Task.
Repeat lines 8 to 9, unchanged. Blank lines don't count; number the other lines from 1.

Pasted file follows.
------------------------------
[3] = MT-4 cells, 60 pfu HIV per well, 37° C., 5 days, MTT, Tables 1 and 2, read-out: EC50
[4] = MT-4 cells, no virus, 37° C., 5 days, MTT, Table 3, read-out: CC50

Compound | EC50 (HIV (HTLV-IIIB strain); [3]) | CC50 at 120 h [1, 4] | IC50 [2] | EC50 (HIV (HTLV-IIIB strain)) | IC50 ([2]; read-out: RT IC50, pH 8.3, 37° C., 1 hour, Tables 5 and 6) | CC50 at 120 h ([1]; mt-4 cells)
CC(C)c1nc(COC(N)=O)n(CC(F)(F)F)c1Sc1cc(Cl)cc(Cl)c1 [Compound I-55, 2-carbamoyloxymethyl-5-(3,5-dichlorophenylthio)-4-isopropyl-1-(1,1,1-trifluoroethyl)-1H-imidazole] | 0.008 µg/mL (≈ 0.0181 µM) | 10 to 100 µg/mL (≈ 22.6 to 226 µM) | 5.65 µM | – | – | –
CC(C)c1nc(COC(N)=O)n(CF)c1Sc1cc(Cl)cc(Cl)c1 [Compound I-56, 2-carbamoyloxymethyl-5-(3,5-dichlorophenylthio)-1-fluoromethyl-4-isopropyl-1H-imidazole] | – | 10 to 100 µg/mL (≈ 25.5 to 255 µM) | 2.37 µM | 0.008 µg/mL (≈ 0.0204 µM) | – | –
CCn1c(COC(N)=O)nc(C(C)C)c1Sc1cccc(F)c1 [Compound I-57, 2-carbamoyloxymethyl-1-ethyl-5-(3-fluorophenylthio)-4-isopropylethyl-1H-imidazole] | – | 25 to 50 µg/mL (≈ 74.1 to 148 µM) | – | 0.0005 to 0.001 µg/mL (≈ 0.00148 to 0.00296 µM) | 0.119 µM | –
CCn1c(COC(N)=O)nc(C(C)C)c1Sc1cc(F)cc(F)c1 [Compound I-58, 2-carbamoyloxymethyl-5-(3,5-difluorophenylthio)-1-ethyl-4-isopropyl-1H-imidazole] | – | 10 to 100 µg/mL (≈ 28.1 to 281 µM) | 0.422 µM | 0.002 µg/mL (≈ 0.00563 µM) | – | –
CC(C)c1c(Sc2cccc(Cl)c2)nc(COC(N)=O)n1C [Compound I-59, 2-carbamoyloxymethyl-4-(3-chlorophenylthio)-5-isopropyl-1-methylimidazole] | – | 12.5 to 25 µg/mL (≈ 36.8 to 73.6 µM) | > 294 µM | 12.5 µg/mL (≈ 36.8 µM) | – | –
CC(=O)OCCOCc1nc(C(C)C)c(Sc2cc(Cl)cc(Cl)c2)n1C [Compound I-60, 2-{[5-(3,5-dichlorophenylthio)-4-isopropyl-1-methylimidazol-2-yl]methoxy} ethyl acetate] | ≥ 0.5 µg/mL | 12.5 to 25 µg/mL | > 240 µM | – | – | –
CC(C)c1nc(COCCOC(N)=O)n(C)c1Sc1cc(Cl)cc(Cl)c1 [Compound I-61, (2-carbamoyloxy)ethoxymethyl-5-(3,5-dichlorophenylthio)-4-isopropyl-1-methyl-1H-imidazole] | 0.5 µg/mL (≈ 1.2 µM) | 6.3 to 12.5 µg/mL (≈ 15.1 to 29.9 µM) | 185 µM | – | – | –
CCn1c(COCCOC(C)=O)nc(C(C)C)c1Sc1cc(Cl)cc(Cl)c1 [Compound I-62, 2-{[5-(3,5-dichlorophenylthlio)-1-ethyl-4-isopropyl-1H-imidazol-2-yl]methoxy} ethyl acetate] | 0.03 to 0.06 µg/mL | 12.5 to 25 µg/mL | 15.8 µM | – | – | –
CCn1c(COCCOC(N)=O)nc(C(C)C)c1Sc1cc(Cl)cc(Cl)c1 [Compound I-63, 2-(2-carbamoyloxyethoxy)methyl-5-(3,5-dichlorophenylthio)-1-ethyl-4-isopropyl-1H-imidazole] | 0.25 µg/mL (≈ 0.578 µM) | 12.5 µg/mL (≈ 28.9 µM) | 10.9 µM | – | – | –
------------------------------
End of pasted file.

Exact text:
CC(C)c1c(Sc2cccc(Cl)c2)nc(COC(N)=O)n1C [Compound I-59, 2-carbamoyloxymethyl-4-(3-chlorophenylthio)-5-isopropyl-1-methylimidazole] | – | 12.5 to 25 µg/mL (≈ 36.8 to 73.6 µM) | > 294 µM | 12.5 µg/mL (≈ 36.8 µM) | – | –
CC(=O)OCCOCc1nc(C(C)C)c(Sc2cc(Cl)cc(Cl)c2)n1C [Compound I-60, 2-{[5-(3,5-dichlorophenylthio)-4-isopropyl-1-methylimidazol-2-yl]methoxy} ethyl acetate] | ≥ 0.5 µg/mL | 12.5 to 25 µg/mL | > 240 µM | – | – | –